B. Average Weekly Wage
GM next argues that the IAB erred in calculating the amount of partial disability benefits to which Tome was entitled. Specifically, GM contends that the IAB used the improper average weekly wage to calculate Tome's partial disability benefits and, therefore, she was awarded more than she was entitled to receive. In support of this argument, GM cites the conflicting compensation agreements that Tome signed during her employment with GM. As noted by the IAB, "[u]tilizing the correct [average weekly wage] makes a big difference in the calculation of partial disability." This is because "[p]artial disability compensation is paid at the rate of '66 2/3 percent of the difference between the wages received by the injured employee before the injury and the earning power of the employee thereafter.'" At the time of the accident, the correct method of calculating an employee's average weekly wage was to take the employee's hourly rate and multiply it by the average work week of the employer. However, GM claims that because Tome was unsure of her hourly rate in 1999 and could not provide evidence of GM's average work week,  Tome's partial disability benefits should be calculated based upon the initial compensation agreement.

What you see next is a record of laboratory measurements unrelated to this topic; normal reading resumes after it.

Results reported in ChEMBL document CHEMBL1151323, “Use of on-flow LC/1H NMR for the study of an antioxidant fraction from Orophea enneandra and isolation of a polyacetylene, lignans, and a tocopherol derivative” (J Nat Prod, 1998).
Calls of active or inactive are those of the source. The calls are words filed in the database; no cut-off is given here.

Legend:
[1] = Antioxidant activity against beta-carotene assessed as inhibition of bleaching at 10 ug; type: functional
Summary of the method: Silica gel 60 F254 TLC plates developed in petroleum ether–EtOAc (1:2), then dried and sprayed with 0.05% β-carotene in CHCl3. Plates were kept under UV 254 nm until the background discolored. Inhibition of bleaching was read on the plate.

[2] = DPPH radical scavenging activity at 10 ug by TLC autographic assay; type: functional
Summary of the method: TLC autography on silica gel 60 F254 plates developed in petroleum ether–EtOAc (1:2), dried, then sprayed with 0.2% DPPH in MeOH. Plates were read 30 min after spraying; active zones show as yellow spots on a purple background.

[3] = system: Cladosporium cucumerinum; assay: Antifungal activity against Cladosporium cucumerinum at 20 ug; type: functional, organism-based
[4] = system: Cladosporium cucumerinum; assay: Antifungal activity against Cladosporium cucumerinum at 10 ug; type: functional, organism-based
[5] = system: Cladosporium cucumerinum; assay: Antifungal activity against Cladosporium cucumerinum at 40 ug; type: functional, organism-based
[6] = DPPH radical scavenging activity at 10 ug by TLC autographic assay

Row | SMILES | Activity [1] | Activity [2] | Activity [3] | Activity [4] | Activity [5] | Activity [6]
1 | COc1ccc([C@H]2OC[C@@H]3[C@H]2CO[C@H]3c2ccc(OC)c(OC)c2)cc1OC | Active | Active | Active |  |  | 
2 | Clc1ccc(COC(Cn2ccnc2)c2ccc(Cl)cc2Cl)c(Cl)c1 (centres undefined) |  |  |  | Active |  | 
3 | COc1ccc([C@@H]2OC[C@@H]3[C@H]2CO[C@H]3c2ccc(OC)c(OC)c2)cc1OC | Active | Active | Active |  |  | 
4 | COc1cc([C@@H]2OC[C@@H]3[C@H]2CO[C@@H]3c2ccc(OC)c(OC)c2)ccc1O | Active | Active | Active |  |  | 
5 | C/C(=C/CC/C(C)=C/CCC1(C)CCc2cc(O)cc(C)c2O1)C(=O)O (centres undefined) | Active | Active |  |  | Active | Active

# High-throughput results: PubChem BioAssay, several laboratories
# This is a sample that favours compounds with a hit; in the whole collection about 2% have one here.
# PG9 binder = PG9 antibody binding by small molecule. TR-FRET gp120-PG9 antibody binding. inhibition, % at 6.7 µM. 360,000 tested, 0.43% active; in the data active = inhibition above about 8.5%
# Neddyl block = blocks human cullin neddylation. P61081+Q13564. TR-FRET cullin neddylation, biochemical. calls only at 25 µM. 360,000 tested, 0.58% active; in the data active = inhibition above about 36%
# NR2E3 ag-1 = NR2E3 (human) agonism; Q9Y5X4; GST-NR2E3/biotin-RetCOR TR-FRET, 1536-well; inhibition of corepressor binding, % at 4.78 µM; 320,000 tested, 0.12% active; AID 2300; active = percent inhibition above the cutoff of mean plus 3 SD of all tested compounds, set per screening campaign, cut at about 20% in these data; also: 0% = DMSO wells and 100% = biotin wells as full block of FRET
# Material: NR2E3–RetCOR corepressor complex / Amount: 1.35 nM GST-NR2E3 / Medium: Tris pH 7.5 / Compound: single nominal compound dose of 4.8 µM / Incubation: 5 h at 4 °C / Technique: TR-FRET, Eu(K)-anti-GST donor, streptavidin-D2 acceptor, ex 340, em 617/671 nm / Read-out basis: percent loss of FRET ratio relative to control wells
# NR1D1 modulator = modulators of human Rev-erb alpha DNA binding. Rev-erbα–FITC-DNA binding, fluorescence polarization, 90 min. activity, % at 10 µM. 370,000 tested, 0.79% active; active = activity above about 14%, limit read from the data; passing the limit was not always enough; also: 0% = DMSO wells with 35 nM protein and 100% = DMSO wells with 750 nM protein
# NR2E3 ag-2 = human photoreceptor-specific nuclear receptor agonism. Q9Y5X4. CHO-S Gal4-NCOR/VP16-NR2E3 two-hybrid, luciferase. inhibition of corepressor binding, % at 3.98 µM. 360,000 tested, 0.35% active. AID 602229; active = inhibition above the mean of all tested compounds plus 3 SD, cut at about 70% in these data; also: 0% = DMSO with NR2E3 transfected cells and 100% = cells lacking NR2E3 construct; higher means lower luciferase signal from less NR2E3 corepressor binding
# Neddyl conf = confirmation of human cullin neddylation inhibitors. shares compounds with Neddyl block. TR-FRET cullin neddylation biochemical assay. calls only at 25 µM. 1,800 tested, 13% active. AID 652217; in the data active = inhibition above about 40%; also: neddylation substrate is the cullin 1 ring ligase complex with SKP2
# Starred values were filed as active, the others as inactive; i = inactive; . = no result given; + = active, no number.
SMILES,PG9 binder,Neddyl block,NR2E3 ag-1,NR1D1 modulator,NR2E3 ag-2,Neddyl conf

At the IAB hearing, GM submitted an Agreement as to Compensation, which was dated November 24, 2003 and listed an average weekly wage of $884.80, while Tome submitted an Agreement as to Compensation, which was dated October 7, 2004 and listed an average weekly wage of $1382.50. Additionally, Tome testified that her hourly rate in 1999 was between $22-23 per hour and that she worked overtime, which totaled around 50-60 hours per week. Moreover, the IAB noted that "[a]ll the [compensation] agreements were signed by the same insurance adjuster of GM, Ruth Smith, " which allowed the IAB to believe that "the carrier was fully aware of the change in the [average work week] and sanctioned it." As a result, the IAB concluded that the second compensation agreement should be used to calculate Tome's partial disability benefits. From this agreement, the IAB calculated Tome's wage loss to be $852.55 weekly and, therefore, entitled her to receive partial disability benefits of $434.68 per week.